Translator Disclaimer
1 November 2006 Multivariate Controls on the Incidence of Glacier Surging in the Karakoram Himalaya
Author Affiliations +

Surge-type glaciers experience cyclic flow instabilities characterized by alternating periods of slow and fast flow. The geographical distribution of surge-type glaciers has been shown to be distinctly non-random in that they are clustered in some regions yet are completely absent from others. In order to identify factors that influence glacier surging, a number of environmental and glacial attributes were examined for an area in the Karakoram Himalaya, Central Asia. A new GIS-based glacier inventory was produced using a combination of ASTER and Landsat remotely sensed images and paper maps. A total of 150 glaciers were digitized, with 19 of these (12.6%) being classified as of surge-type. Attribute data for 10 glacial and environmental attributes were recorded either during the digitization phase or extracted automatically from the GIS. Simple data visualization techniques revealed a positive correlation between glacier surging and glacier length, area, perimeter size, average width, debris cover, and orientation. The use of univariate logit regression analysis showed that length, area, perimeter, average width, and the heaviest debris cover class showed significant correlation with surging. Multivariate logit regression techniques were employed to show that length, area, average width, and debris cover were all multicollinear, with the strongest statistically modeled relationship using the variable perimeter size. The significance of glacier perimeter on surging may be explained by an increased availability of avalanche-fed snow and debris material which may act as a mass balance proxy. The findings that glacier size (in particular length and perimeter) is most strongly related to surging are consistent with the findings of studies in a number of different regions.


Glacier surging is an internally regulated flow instability characterized by cycles of slow and fast flow, which are accompanied by cycles of alternating negative and positive mass balance. Surge-type glaciers tend to experience long periods of quiescence or almost stagnant ice flow, typically 15–100 years, interrupted by shorter surge periods of 1–10 years where flow increases by as much as 100 times, often resulting in terminus advances of up to several kilometers in a single year (Meier and Post, 1969). Advances by surging glaciers and ice sheets can have catastrophic consequences including glacier lake outburst floods, or jökulhaups (Bruce et al., 1987), and potentially cause significant flood events at nearby communities or hydroelectric installations. Surges by larger ice bodies may also cause the speed up of iceberg release and potentially the blocking of navigable shipping routes or fuel exploration projects (Dowdeswell, 1989). Alley (1991) proposed that surges of the Laurentide ice sheet may have caused the repetitive glaciomarine sediment layers found in Pleistocene deep ocean cores that are known as Heinrich layers. Less than 1% of the world' s total glacier population have been classified as being of surge-type. Despite their rarity, surge-type glaciers are of crucial importance for the study of ice flow dynamics and the nature of fast glacier flow. The identification of surge-type glaciers is also important in order to attempt to predict hazardous events and to remove obscured or absent proxy signals from the long term climate record (Jóhannesson and Sigurðsson, 1998).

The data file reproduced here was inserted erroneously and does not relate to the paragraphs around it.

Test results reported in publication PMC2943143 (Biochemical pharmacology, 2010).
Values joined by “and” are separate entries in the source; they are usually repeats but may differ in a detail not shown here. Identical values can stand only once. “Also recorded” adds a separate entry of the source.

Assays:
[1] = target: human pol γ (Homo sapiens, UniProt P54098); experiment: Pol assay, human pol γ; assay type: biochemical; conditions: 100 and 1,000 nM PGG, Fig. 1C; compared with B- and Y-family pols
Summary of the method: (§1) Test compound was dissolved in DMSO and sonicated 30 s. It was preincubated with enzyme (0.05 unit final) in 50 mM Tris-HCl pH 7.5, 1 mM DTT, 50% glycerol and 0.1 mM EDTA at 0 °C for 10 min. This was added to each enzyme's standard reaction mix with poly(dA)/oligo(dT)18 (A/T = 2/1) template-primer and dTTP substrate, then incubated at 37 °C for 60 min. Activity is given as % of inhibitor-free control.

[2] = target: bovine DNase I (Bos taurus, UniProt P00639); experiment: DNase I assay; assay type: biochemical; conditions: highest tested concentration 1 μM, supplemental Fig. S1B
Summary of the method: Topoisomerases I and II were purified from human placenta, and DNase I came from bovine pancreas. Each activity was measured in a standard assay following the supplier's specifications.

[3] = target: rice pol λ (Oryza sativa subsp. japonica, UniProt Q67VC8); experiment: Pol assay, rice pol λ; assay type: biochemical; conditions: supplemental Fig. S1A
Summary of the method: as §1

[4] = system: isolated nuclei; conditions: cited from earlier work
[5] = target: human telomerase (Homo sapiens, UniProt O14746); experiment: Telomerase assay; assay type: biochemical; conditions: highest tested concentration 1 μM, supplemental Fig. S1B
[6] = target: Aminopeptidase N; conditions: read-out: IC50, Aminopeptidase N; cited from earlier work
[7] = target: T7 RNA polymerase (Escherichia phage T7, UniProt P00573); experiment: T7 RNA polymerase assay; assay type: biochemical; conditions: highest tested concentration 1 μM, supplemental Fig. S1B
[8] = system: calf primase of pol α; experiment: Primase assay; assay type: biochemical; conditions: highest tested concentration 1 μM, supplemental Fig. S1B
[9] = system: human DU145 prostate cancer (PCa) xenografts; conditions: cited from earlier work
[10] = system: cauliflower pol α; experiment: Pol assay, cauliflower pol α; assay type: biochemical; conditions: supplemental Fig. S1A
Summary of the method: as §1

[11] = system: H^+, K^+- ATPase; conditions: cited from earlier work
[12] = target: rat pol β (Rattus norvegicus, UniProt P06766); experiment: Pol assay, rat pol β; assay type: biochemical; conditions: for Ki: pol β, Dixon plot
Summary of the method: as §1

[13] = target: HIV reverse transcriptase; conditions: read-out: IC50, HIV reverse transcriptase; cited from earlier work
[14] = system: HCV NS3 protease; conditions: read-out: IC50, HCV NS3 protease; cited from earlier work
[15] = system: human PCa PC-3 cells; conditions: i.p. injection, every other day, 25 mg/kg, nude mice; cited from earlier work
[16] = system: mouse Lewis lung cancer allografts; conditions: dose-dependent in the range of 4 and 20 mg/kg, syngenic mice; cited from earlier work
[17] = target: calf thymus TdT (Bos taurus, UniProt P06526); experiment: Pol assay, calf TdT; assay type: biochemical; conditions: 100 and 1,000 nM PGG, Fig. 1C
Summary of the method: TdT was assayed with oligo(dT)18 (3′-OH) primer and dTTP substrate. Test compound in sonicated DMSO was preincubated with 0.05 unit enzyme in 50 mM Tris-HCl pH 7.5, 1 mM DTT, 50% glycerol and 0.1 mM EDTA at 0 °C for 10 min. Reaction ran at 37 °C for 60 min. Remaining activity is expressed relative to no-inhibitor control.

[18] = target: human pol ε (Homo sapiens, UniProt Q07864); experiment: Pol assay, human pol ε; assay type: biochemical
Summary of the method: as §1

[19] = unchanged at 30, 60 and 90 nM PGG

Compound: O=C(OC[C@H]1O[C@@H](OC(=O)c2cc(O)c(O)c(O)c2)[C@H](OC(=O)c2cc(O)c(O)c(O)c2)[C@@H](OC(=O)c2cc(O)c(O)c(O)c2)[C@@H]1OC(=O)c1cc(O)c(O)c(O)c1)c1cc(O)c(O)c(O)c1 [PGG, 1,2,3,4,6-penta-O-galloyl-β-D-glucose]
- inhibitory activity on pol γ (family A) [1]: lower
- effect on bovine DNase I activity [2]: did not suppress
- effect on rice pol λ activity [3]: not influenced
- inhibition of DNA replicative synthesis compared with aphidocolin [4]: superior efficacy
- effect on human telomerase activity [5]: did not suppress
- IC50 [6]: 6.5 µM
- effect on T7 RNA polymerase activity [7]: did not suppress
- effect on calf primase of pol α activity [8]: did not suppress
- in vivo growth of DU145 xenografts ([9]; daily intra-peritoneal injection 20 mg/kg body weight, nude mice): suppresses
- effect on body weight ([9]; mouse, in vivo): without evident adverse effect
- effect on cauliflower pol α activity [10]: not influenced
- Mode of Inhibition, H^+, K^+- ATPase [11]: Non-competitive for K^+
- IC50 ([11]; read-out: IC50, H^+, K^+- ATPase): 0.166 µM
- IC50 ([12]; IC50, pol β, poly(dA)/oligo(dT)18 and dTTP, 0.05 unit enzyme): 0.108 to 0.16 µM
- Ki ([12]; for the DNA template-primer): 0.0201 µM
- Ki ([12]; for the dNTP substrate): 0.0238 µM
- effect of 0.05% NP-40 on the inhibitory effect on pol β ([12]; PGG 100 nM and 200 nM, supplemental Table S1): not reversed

The Karakoram region of the Himalayas lies to the northwest of the greater Himalayan Mountains bordering the area of southwest China and the northern part of Kashmir (northern India/Pakistan) ( Fig.1). The glaciers and ice fields of the Karakoram make up the dominant freshwater store in what is generally an arid and drought-prone region (Hewitt, 1997). Meltwater from glaciers and ice fields of the Karakoram constitute the most important contribution to the flow of the Yarkand and Indus rivers, which affect the livelihood of an estimated 130 million people (Hewitt, 1998). The Karakoram Himalaya is an area with a recognized history of glacial surge events (Paterson, 1994). The most recent inventory of this region outlines in detail a number of surge events (Hewitt, 1997) usually described by eyewitness accounts or examination of historical aerial photography archives. A number of recent papers have summarized the nature of surge events at individual glaciers, most prominently being the Bualtar (Gardner and Hewitt, 1990) and Chiring (Hewitt, 1998) glaciers.

Figure 1

Overview of the Karakoram Himalaya region with inventory glacier outlines. 1120,000-scale maps published by the Swiss Foundation for Alpine Research were used in some cases to identify glaciers.